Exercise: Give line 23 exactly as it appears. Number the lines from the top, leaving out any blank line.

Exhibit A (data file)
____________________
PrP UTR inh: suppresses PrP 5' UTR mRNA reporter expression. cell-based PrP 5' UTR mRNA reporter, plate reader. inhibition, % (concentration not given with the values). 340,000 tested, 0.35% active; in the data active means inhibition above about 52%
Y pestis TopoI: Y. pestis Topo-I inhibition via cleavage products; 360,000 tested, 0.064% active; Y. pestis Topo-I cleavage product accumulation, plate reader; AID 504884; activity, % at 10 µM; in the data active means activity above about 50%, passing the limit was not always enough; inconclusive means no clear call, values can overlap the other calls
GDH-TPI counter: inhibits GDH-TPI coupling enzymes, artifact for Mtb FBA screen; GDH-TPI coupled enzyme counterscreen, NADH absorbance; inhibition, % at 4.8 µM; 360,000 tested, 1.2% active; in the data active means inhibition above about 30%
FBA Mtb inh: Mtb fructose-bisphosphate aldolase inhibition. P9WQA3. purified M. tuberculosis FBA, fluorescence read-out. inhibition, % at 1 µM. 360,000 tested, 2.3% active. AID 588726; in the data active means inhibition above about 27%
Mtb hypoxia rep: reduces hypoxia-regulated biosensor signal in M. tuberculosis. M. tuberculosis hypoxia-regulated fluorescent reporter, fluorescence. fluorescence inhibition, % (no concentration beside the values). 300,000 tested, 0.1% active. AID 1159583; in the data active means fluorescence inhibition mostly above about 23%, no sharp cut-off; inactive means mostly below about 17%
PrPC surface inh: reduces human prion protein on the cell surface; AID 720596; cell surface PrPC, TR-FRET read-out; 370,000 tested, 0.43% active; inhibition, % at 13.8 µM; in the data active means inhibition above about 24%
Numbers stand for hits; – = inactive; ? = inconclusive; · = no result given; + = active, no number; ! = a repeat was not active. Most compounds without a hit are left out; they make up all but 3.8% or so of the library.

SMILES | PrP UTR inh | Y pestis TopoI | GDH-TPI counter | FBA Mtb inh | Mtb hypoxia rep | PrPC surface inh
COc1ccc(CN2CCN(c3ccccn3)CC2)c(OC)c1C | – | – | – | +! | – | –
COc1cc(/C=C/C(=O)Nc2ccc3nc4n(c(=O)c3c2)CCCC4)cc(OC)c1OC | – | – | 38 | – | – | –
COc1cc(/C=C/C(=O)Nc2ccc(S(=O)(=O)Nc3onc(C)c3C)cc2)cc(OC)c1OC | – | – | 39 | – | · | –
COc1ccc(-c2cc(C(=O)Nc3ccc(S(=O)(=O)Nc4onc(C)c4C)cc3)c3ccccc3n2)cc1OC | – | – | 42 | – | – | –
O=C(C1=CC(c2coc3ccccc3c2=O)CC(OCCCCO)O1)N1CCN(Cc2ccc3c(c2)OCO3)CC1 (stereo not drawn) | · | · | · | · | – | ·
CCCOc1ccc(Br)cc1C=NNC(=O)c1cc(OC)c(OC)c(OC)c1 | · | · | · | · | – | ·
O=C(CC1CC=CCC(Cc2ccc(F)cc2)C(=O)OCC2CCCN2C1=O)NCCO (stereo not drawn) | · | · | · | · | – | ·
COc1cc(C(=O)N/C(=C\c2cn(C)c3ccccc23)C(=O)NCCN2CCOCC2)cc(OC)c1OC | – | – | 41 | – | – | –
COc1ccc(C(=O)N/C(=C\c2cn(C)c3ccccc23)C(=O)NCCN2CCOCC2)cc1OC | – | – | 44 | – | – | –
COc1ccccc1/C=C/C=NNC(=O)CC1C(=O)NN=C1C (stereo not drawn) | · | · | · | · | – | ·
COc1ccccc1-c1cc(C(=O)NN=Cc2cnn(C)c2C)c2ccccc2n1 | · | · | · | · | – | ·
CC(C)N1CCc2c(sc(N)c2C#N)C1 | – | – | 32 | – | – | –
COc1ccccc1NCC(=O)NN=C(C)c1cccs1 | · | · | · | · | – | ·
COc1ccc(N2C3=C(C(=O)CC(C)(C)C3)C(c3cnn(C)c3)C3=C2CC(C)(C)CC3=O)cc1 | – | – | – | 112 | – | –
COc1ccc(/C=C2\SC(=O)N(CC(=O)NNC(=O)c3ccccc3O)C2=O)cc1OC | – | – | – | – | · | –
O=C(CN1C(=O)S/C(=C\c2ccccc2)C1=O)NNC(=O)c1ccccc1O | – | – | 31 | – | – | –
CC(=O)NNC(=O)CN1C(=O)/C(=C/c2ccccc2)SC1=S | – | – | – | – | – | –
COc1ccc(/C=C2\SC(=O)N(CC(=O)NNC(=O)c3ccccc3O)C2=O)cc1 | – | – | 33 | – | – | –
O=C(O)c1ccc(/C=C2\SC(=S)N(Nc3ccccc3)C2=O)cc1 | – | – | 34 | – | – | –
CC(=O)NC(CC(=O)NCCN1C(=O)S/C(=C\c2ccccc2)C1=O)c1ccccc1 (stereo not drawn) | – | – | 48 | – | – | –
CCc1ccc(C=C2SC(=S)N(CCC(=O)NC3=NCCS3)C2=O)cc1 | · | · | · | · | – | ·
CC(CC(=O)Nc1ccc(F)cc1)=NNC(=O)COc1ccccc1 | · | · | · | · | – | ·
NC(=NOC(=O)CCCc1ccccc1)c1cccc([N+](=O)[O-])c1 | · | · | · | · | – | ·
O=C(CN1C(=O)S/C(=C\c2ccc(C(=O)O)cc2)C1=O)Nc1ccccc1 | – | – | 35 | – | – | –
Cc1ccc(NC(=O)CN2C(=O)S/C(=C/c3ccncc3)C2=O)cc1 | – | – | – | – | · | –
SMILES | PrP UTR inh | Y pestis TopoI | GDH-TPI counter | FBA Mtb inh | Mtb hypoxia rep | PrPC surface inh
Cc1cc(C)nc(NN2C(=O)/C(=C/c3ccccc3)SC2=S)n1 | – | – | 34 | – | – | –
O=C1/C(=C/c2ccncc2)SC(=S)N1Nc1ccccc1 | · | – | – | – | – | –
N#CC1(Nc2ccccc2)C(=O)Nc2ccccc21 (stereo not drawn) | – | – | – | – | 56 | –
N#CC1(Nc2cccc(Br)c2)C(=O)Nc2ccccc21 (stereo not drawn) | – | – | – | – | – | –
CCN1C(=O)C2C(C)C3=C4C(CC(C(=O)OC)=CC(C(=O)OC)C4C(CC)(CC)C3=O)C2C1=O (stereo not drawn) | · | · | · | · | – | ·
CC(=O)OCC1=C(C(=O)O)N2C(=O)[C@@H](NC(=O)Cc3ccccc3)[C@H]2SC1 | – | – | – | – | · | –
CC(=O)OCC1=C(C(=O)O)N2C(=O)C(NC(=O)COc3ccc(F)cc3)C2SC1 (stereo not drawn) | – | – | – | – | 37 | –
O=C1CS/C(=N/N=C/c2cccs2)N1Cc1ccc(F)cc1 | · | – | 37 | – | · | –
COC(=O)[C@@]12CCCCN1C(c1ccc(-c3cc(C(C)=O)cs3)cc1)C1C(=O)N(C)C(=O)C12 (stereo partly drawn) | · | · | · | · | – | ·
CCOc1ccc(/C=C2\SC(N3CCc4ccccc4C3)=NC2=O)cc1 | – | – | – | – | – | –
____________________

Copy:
COc1ccc(/C=C2\SC(=O)N(CC(=O)NNC(=O)c3ccccc3O)C2=O)cc1OC | – | – | – | – | · | –